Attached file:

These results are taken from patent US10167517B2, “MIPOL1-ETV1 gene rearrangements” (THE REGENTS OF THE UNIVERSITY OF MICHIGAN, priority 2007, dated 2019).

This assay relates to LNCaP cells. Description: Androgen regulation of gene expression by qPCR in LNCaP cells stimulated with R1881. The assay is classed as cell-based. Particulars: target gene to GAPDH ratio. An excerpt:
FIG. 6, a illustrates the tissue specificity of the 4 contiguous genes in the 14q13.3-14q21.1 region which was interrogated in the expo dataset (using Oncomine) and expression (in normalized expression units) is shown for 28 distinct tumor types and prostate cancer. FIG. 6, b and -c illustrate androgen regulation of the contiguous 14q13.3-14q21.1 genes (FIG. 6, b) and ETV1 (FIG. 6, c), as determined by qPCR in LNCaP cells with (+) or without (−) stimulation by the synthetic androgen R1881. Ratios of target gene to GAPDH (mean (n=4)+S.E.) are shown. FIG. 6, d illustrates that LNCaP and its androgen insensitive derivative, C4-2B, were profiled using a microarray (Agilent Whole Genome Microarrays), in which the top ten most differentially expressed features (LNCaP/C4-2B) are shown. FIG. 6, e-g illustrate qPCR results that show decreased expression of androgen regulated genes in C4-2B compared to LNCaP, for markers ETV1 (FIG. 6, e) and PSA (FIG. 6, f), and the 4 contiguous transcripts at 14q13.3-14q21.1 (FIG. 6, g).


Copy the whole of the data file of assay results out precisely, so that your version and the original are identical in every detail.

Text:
These results are taken from patent US10167517B2, “MIPOL1-ETV1 gene rearrangements” (THE REGENTS OF THE UNIVERSITY OF MICHIGAN, priority 2007, dated 2019).

This assay relates to LNCaP cells. Description: Androgen regulation of gene expression by qPCR in LNCaP cells stimulated with R1881. The assay is classed as cell-based. Particulars: target gene to GAPDH ratio. An excerpt:
FIG. 6, a illustrates the tissue specificity of the 4 contiguous genes in the 14q13.3-14q21.1 region which was interrogated in the expo dataset (using Oncomine) and expression (in normalized expression units) is shown for 28 distinct tumor types and prostate cancer. FIG. 6, b and -c illustrate androgen regulation of the contiguous 14q13.3-14q21.1 genes (FIG. 6, b) and ETV1 (FIG. 6, c), as determined by qPCR in LNCaP cells with (+) or without (−) stimulation by the synthetic androgen R1881. Ratios of target gene to GAPDH (mean (n=4)+S.E.) are shown. FIG. 6, d illustrates that LNCaP and its androgen insensitive derivative, C4-2B, were profiled using a microarray (Agilent Whole Genome Microarrays), in which the top ten most differentially expressed features (LNCaP/C4-2B) are shown. FIG. 6, e-g illustrate qPCR results that show decreased expression of androgen regulated genes in C4-2B compared to LNCaP, for markers ETV1 (FIG. 6, e) and PSA (FIG. 6, f), and the 4 contiguous transcripts at 14q13.3-14q21.1 (FIG. 6, g).